Overall Seay feels the process is going extremely well. Even though the meeting has slowed down a bit in spots to accommodate booth moves, he said there are much fewer this year than meetings prior. “That shows the people representing those interests are doing a good job,” he said. He also said he was proud to be a part of this process when the Vegas CVA officials came in and said "they’d never seen anything like it before.”
“At the rate we’re going, we’re going to get a lot of space booked,” Seay said. “Within a few days, people are going to take a look at the show floor and just be astounded how much space is already bought. This is going to be one of those shows where, if you hesitate to get in there’s going to be small amounts of space available. If you wait too long, you’re just not going to have any opportunity at all.”
We've crossed the 50-percent barrier! The committee has assigned 254,500 net square feet. Also, another thing I just learned: When we're talking about this number, it's just indoor floor space, and doesn't include the exterior space. Typically the outdoor space isn't assigned at this meeting, but it's not unheard of.
No slouches, these guys. Back at it in less than eight minutes.
The committee is breaking for 10 minutes. According to the lineup, we're on No. 247. Remember, that doesn't include the 78 booths that were assigned prior to the meeting. We're inching ever closer to the 50-percent plateau for the entire floor; I'll let you know as soon as we hit that mark.
Just to give you an idea of the challenges the committee's facing at this point: Right now we're in the 240s, and a couple slots ago Diane Vidoni said, with incredulity: "Their first choice is still available …" That's a pleasant surprise right now.
Booth moves have really clogged up the system the past 20 minutes or so, with hardly any new booths being assigned. I think they're clear of those hurdles, though, and are starting to move on. They've done a handful of booths just in the past minute, and are now somewhere in the neighborhood of No. 235.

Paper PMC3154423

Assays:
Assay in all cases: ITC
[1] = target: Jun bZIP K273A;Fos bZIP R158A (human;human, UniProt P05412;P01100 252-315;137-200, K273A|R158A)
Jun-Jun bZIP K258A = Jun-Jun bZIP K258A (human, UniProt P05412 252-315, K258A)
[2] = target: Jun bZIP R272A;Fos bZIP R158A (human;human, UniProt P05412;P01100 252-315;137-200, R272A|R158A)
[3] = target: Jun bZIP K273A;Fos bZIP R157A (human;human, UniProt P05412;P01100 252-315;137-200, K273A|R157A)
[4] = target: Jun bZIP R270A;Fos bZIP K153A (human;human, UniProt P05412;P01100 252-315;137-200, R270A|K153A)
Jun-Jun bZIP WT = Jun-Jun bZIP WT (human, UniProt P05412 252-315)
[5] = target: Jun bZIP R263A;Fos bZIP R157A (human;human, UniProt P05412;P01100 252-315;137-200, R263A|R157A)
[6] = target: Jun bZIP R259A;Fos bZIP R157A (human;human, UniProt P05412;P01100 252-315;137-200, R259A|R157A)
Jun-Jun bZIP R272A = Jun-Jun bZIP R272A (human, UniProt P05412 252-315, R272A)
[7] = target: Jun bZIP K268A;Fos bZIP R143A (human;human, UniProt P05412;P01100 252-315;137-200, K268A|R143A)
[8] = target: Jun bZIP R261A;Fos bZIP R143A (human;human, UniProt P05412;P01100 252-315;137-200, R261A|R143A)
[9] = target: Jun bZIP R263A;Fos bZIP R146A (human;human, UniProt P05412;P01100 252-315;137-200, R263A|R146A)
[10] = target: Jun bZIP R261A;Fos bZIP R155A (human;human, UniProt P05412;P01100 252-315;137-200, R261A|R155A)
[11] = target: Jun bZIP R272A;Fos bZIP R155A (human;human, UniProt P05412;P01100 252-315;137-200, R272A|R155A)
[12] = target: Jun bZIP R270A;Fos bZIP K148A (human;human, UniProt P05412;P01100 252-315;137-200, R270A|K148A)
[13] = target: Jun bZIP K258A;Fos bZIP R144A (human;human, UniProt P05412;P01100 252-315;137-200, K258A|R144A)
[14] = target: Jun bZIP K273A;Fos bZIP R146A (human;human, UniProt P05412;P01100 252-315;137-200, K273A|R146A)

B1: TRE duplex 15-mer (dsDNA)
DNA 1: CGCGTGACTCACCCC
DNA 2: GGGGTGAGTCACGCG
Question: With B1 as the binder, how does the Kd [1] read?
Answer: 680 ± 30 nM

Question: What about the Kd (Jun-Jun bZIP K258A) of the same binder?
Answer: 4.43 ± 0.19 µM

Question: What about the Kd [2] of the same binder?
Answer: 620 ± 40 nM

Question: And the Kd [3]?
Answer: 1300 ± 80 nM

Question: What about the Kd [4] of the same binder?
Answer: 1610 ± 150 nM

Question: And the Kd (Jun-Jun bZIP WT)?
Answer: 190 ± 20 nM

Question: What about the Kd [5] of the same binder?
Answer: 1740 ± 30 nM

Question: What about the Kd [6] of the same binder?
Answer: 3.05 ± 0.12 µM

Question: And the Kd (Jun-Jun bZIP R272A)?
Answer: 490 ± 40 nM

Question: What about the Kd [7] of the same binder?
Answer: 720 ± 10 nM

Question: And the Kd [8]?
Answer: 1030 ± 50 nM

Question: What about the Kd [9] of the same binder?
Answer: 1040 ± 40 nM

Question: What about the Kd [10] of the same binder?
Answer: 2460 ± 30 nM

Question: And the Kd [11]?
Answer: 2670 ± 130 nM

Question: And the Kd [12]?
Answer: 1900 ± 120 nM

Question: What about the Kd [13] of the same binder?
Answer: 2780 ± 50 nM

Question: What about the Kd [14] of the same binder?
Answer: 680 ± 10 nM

For any Mac users out there (like me), the Online Interactive Floor Plan is probably giving you a lot of trouble, if you can even see it at all. If you'd like a look at the floor as of about 11:30 a.m. today, click here to download a pdf of the floor.
Right now the committee's working on No. 213. The pace is still sluggish, and I've heard a bit more about what's holding us back: Several exhibitors increased their booth sizes over last year, so the committee is sometimes having to redraw the floor plan on the fly to accommodate all these larger slots. Pete Barto, IAAPA's director of exhibition marketing and sales, has been sitting next to me all day serving as a translator/interpreter, and he tells me we're averaging 764 square feet per booth. "That's absurd," he tells me. And by "absurd," he means "fantastic!"
Things are off to a slow start after lunch. There were several booth move requests awaiting committee members when they returned to the room. Also, whenever a big booth comes up, it requires a bit more discussion now as the floor continues to fill up.
I spoke to Jack Mendes of Bob's Space Racers, the committee chair, at the break, and he's quite pleased with how the meeting is progressing. He said we're on the same pace as last year, and last year's was the best meeting he'd been a part of.
I asked Jack how he qpproaches this meeting and he called himself "the train conductor." He said he doesn't look as much at individual booths as making sure the meeting moves along at a good rate. He relies on his committee members to be looking ahead in the seniority lineup to be ready when their respective constitutents come up for placement.
"The committee's done a great job. We have a great group here," he said.
Last year, the Space Allocation Meeting wrapped after just a couple hours on the second day. Even though this year's meeting is generally at the same pace, with about 150 more booths to be assigned, Jack thinks it will take more than a couple hours tomorrow, but he's still hopeful the committee can get through all the assignments ahead of schedule.
The committee is back from lunch and work has resumed.
Here's a look at the room from the front (standing basically in front of the big screen):